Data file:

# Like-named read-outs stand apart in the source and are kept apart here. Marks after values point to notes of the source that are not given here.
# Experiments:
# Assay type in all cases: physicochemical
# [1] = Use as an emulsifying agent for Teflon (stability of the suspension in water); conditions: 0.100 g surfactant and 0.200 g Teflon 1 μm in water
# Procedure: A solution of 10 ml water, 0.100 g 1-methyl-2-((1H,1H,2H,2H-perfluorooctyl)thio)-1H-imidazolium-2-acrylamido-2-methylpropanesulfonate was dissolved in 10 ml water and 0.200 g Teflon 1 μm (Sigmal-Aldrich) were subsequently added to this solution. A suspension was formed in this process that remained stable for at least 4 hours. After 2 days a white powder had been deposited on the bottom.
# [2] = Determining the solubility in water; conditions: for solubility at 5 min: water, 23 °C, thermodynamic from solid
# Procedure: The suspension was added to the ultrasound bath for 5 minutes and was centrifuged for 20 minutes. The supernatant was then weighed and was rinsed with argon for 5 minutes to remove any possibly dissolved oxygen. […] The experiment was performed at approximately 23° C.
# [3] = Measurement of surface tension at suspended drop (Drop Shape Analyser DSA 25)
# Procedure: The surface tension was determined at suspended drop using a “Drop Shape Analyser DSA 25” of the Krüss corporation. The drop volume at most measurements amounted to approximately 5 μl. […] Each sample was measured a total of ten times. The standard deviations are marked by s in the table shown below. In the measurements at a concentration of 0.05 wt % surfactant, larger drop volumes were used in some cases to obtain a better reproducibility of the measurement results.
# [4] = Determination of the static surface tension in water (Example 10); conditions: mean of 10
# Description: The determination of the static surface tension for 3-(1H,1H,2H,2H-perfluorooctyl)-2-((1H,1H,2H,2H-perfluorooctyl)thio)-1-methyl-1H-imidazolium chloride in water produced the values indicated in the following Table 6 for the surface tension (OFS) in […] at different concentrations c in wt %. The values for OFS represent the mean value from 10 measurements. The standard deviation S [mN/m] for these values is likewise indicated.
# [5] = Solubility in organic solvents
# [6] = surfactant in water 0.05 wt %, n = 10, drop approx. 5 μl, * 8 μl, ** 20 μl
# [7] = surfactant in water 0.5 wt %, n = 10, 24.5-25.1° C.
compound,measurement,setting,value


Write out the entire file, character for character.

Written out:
# Like-named read-outs stand apart in the source and are kept apart here. Marks after values point to notes of the source that are not given here.
# Experiments:
# Assay type in all cases: physicochemical
# [1] = Use as an emulsifying agent for Teflon (stability of the suspension in water); conditions: 0.100 g surfactant and 0.200 g Teflon 1 μm in water
# Procedure: A solution of 10 ml water, 0.100 g 1-methyl-2-((1H,1H,2H,2H-perfluorooctyl)thio)-1H-imidazolium-2-acrylamido-2-methylpropanesulfonate was dissolved in 10 ml water and 0.200 g Teflon 1 μm (Sigmal-Aldrich) were subsequently added to this solution. A suspension was formed in this process that remained stable for at least 4 hours. After 2 days a white powder had been deposited on the bottom.
# [2] = Determining the solubility in water; conditions: for solubility at 5 min: water, 23 °C, thermodynamic from solid
# Procedure: The suspension was added to the ultrasound bath for 5 minutes and was centrifuged for 20 minutes. The supernatant was then weighed and was rinsed with argon for 5 minutes to remove any possibly dissolved oxygen. […] The experiment was performed at approximately 23° C.
# [3] = Measurement of surface tension at suspended drop (Drop Shape Analyser DSA 25)
# Procedure: The surface tension was determined at suspended drop using a “Drop Shape Analyser DSA 25” of the Krüss corporation. The drop volume at most measurements amounted to approximately 5 μl. […] Each sample was measured a total of ten times. The standard deviations are marked by s in the table shown below. In the measurements at a concentration of 0.05 wt % surfactant, larger drop volumes were used in some cases to obtain a better reproducibility of the measurement results.
# [4] = Determination of the static surface tension in water (Example 10); conditions: mean of 10
# Description: The determination of the static surface tension for 3-(1H,1H,2H,2H-perfluorooctyl)-2-((1H,1H,2H,2H-perfluorooctyl)thio)-1-methyl-1H-imidazolium chloride in water produced the values indicated in the following Table 6 for the surface tension (OFS) in […] at different concentrations c in wt %. The values for OFS represent the mean value from 10 measurements. The standard deviation S [mN/m] for these values is likewise indicated.
# [5] = Solubility in organic solvents
# [6] = surfactant in water 0.05 wt %, n = 10, drop approx. 5 μl, * 8 μl, ** 20 μl
# [7] = surfactant in water 0.5 wt %, n = 10, 24.5-25.1° C.
compound,measurement,setting,value